After the initial period of explosive growth in babies, parents may be disconcerted by what seems like an abrupt decrease in appetites as children enter their toddler phases. This is a completely normal part of growing up, but parents should take advantage of this opportunity to instill healthy eating habits in their children while they are young and forging independent eating habits. For more information, you can visit https://pediatriccenter.com/.
Lead the Way by Eating What YOU Like
Part of fostering a healthy relationship with food in children is by showing your kids just what, exactly, a healthy relationship looks like. Eating treats in moderation and eating them intuitively shows your children that you can eat responsibly without restriction. Without concerning yourself of what is or isn’t child friendly, take care to treat yourself to “adult” meals in front of your newly picky eater and answer any questions they have. Always give them a taste if they ask without judgment and, even if they do not like what you give them, praise their willingness to try something new.
Swap Out Milk for Solids
Calorically dense beverages such as milk fill up tummies and dull appetites for solid foods. If you’re looking for something a little more substantive for your kids, try subbing out milk for yogurt as a snack. Try buying yogurt without too many added sugars and sweetening it with fruit or a little bit of honey, to your child’s taste.
Involve Your Child in the Process
Appetite slump in toddlers cannot be solved through sheer force of will or just by putting out as many foods you can imagine on display in front of them. You need to be patient with your child, their changing appetite, and the choices they make as they decide what they do and do not feel like eating on any given day. You can still encourage healthy eating habits in your children without forcing them to eat by taking them shopping for whole foods like fruits and vegetables. Ask them concrete questions what looks appetizing to them (I.e. “do you prefer apples or bananas?”) and take pains to incorporate it into your meal preparation. When you are in the kitchen preparing dinner or lunches, invite them to do some small simple task that they can handle and will give them a feeling of accomplishment.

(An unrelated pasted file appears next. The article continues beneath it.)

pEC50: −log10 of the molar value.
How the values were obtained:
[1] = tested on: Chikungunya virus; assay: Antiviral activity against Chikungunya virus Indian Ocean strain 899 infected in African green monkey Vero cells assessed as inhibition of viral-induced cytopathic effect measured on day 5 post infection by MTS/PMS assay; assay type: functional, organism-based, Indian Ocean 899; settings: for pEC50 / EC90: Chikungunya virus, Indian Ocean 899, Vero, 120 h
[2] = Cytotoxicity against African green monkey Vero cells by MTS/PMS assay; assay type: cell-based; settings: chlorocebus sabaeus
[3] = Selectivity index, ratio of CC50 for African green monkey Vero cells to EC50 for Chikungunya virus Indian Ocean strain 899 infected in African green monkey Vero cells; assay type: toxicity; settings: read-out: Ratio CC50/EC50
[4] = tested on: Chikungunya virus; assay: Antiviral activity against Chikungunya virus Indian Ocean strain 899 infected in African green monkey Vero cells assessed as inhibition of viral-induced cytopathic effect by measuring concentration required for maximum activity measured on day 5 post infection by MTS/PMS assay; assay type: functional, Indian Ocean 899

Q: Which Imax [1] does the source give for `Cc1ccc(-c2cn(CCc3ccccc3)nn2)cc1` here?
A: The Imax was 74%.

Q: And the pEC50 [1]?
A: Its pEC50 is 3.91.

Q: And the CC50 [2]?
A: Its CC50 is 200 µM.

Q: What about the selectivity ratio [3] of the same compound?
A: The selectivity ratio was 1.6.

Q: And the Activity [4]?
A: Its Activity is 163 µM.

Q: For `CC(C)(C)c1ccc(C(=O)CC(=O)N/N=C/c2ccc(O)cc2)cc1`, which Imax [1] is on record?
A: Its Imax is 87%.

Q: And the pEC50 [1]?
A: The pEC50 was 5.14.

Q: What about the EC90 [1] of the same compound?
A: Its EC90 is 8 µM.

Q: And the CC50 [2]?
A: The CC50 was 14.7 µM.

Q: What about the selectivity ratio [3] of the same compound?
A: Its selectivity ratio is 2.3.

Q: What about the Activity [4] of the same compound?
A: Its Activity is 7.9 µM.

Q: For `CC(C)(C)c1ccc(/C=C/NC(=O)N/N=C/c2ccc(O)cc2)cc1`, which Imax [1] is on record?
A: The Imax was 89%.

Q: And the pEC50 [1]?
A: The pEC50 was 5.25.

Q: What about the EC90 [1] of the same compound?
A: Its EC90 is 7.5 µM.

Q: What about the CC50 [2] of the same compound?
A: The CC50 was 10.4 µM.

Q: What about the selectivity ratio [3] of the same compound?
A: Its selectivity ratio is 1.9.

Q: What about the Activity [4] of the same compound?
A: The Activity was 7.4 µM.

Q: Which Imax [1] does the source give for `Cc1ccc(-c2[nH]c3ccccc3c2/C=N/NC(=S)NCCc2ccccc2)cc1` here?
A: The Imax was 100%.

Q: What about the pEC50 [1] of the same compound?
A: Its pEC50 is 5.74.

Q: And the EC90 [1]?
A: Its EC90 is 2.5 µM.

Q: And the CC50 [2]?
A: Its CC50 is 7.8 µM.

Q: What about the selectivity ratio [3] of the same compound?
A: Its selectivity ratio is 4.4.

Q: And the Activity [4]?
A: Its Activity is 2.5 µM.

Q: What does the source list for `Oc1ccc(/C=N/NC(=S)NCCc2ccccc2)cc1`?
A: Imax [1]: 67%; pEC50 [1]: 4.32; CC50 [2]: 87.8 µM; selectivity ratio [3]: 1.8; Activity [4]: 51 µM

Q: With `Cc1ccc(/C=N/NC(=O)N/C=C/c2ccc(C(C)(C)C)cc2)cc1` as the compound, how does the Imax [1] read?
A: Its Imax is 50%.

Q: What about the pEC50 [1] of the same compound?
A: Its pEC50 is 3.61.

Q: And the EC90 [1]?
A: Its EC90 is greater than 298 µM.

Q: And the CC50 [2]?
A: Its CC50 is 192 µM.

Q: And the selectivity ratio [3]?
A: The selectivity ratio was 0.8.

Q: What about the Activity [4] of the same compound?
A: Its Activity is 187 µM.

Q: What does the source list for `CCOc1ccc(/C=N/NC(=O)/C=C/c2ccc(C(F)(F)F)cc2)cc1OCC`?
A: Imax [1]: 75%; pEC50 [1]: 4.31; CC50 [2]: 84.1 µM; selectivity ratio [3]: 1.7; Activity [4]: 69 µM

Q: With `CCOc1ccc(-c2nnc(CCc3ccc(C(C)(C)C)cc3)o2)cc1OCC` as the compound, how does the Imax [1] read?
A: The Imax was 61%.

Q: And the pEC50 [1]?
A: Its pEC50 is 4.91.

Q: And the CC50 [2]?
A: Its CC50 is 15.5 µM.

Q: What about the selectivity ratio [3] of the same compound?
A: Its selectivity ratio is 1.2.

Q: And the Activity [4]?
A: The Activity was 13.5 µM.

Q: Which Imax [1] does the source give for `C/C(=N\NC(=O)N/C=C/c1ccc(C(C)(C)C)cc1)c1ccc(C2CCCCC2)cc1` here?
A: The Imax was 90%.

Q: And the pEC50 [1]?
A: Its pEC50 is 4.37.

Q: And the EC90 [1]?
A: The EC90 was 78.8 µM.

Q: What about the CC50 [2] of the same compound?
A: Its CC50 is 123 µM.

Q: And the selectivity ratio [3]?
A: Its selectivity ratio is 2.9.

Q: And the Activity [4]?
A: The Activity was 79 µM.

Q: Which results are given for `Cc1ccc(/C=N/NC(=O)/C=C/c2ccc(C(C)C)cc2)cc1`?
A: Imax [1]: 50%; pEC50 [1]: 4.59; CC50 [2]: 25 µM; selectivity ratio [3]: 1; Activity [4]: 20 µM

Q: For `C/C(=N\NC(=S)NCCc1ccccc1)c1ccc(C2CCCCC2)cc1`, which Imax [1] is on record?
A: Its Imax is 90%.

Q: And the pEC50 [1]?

It’s important to nurture positive feelings around food and eating, so exposing them to a wide variety of opportunities to feel good about food is never a bad idea. One simple recipe you can teach your children is chia "soda”: have them pop chia seeds in a container with water and your child’s favorite juice.
Rice Cakes: Your Secret Weapon
Rice cakes are a versatile base for a wide variety of treats, sweet and savory alike! You can spread a thin layer of peanut butter on for a quick, on-the-go snack or take a more involved route to make up a meal. Peanut butter with no added sugar and some jam or preservatives smeared on a rice cake makes a crunchy, satisfying alternative to the traditionally carb dense PB&J .
Or, take a different approach to your mom’s go-to “ants on a log” by switching it up with hummus and chia seeds. The possibilities are endless. Let your child take the reins and get excited about their food by setting out the ingredients—raisins, hummus, peanut butter, jelly, seeds, chopped nuts, fruit—and let them “paint” their rice cake as they see fit. They will love to eat their very own creation, and it will keep them busy as you get things done in the kitchen!
Popcorn is an underrated superfood! Popcorn is a sneaky whole grain, packed with fiber, that is easy and quick to make. You can customize it to your kid’s tastes while still controlling the amount of oil that goes into preparing it if you cook from whole kernels, as opposed to the microwaveable bags. Heat oil in a pan, and add a two or three kernels. Wait for those to pop to indicate that the oil is hot enough and then remove from heat. Add kernels to coat the bottom of the pot in a single, even layer. Cover, return to heat, and give it a good thirty seconds.
Dress it up for dessert with a drizzle of melted chocolate or chopped up chocolate bars, or keep it a healthy snack by giving it a sprinkle of nutritional yeast for a “cheesy” flavor.